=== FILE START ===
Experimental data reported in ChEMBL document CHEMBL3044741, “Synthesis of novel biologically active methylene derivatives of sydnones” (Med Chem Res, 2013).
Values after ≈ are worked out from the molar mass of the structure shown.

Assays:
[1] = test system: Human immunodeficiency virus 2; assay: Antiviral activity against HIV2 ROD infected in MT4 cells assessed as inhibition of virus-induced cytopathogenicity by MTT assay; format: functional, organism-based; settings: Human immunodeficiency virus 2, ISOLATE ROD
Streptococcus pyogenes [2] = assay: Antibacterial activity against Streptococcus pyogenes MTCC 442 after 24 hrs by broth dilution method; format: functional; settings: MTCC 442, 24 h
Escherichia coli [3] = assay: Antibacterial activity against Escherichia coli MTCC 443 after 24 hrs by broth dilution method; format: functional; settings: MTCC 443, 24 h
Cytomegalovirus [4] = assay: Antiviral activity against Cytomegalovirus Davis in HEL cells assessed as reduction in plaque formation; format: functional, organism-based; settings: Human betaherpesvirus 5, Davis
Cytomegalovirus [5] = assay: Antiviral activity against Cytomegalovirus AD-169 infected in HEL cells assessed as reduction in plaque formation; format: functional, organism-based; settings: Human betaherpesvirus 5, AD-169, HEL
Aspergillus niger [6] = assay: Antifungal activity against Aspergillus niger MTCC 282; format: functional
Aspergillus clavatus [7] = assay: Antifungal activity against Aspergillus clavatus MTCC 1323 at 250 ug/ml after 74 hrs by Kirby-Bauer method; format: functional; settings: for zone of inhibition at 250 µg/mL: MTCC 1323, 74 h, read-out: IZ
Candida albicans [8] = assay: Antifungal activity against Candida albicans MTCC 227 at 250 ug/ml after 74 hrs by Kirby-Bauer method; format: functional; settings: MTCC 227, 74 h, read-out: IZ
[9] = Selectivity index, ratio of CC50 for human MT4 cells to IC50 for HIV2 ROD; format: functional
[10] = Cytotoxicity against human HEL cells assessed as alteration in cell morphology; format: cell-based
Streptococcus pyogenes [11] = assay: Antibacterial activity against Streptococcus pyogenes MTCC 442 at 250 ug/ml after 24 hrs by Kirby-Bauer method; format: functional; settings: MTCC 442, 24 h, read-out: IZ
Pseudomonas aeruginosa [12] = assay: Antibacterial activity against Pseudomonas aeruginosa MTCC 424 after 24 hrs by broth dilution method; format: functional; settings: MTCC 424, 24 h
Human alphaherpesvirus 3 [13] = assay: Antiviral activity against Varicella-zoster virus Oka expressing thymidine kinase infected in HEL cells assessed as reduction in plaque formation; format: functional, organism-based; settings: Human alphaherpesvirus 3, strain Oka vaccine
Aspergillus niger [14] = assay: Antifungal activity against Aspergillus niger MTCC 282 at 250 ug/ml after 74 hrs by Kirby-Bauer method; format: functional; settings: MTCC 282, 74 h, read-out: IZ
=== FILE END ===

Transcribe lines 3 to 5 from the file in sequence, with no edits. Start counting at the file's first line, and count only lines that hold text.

Assays:
[1] = test system: Human immunodeficiency virus 2; assay: Antiviral activity against HIV2 ROD infected in MT4 cells assessed as inhibition of virus-induced cytopathogenicity by MTT assay; format: functional, organism-based; settings: Human immunodeficiency virus 2, ISOLATE ROD
Streptococcus pyogenes [2] = assay: Antibacterial activity against Streptococcus pyogenes MTCC 442 after 24 hrs by broth dilution method; format: functional; settings: MTCC 442, 24 h